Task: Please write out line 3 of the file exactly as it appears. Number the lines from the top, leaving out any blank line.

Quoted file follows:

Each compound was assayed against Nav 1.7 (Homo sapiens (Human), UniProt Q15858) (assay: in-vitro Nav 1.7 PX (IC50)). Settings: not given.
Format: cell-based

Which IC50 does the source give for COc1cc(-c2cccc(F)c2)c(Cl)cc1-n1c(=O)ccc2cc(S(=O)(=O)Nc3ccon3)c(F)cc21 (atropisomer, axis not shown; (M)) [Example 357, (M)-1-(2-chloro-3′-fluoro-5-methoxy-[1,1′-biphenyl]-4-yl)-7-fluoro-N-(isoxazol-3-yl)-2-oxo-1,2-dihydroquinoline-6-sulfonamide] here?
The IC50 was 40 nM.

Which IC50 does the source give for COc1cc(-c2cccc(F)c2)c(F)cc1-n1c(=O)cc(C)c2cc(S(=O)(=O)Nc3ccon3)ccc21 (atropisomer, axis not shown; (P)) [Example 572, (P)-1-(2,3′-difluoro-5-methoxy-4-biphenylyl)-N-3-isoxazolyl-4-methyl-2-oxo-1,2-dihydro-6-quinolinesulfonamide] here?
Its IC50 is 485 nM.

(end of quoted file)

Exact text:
Which IC50 does the source give for COc1cc(-c2cccc(F)c2)c(Cl)cc1-n1c(=O)ccc2cc(S(=O)(=O)Nc3ccon3)c(F)cc21 (atropisomer, axis not shown; (M)) [Example 357, (M)-1-(2-chloro-3′-fluoro-5-methoxy-[1,1′-biphenyl]-4-yl)-7-fluoro-N-(isoxazol-3-yl)-2-oxo-1,2-dihydroquinoline-6-sulfonamide] here?